Terms like “artistic films”, “commercial films” are prevalent in the domestic industry, thus creating two distinct lines. For Bijon Imtiaz, the terms only serve to maintain the current hegemony.

More often than not, filmmakers forget the central theme of the business – there is always an audience that a film can speak to. Not all films can be made to entertain all types of audiences.

“So when I make a movie like Movers Bangladesh, I have a target audience. When movies like extreme mission are made, creators also have a target audience. Everyone wants to benefit from the movie, and that’s why this type of sharing restricts people’s choice.

“Not everyone likes biryani, some also like bhaat with bhorta. It’s the job of the producer, not the director, to find out who likes biryani and who likes bhaat.

Given the current state of the industry, the perpetual pessimism about the future is unsurprising. However, Bijon Imtiaz is confident as more and more talented Bangladeshi filmmakers are entering the market and creating splashes on the world stage.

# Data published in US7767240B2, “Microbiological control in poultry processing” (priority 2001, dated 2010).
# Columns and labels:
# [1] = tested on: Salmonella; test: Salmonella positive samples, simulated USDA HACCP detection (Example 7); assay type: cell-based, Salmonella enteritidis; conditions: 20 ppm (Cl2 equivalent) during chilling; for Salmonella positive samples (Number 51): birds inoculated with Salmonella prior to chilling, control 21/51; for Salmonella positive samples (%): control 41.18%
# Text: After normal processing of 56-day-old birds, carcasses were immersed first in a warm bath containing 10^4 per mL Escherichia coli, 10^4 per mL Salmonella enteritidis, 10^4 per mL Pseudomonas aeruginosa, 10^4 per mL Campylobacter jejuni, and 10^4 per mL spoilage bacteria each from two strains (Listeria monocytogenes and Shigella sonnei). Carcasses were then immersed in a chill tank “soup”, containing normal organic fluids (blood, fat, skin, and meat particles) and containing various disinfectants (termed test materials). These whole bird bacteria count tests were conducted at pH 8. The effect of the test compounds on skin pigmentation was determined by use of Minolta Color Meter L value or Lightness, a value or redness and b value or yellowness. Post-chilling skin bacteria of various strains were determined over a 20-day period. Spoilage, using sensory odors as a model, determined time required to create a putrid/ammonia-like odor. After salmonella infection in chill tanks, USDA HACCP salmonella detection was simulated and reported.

“Right now, young blood is infused into the industry, blood mastering their craft and craft. Films like Rehana Mariam Noor or No Land’s Man broaden our horizons, and soon we will leave our mark on the world.

The day is not far away, believes Bijon, when entering Cannes will no longer be news, because it will be the norm for our films to shine at these festivals.

“Change will come, but it won’t come tomorrow. Every no is a future yes, and therefore, in the long term, our films will obtain international recognition.

It was hard not to feel a burst of optimism after hearing such promising words from a rising producer. Men like Bijon Imtiaz are pioneering a new era in the Bangladeshi film industry.